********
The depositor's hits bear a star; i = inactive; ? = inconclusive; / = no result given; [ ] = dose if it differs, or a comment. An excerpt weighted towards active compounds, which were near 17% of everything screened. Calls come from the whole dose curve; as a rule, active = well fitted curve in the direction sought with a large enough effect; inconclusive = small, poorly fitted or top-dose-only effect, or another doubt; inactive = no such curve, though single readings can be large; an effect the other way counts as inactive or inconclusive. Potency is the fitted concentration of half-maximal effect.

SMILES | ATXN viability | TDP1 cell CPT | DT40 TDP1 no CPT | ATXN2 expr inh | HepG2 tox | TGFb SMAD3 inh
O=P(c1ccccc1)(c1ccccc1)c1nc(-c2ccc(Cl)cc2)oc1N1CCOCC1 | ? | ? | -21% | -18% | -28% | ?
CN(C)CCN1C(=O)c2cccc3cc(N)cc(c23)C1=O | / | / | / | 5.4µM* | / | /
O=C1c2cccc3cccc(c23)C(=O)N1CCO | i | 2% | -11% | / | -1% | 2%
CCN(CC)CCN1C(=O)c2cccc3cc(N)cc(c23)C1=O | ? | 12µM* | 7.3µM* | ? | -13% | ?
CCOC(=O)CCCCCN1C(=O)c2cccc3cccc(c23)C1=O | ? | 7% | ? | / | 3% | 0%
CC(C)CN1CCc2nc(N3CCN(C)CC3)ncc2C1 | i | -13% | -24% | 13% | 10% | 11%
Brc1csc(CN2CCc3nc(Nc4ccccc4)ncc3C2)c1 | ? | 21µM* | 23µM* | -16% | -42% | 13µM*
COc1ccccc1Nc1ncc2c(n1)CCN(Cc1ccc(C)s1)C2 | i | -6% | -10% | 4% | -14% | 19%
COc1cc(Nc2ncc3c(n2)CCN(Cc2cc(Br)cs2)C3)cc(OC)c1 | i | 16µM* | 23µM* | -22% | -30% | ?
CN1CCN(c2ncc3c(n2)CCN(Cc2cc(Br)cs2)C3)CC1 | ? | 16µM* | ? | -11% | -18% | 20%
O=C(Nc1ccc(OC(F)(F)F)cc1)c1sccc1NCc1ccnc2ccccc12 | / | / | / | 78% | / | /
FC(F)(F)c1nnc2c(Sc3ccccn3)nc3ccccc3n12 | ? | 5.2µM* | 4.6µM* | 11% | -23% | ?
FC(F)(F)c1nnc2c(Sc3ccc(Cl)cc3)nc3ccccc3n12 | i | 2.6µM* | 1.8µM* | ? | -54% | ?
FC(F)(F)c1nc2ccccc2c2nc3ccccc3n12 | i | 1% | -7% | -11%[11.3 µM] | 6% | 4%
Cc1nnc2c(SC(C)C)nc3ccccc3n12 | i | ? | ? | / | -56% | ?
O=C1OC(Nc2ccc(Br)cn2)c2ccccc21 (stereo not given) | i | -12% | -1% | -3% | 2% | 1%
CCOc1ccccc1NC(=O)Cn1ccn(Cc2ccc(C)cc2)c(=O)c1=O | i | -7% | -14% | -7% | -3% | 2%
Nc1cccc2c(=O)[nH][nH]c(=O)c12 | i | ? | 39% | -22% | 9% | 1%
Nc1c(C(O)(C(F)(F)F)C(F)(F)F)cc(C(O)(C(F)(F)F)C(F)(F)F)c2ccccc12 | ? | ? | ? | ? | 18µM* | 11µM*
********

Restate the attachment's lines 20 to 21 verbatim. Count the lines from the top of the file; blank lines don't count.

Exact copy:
Nc1cccc2c(=O)[nH][nH]c(=O)c12 | i | ? | 39% | -22% | 9% | 1%
Nc1c(C(O)(C(F)(F)F)C(F)(F)F)cc(C(O)(C(F)(F)F)C(F)(F)F)c2ccccc12 | ? | ? | ? | ? | 18µM* | 11µM*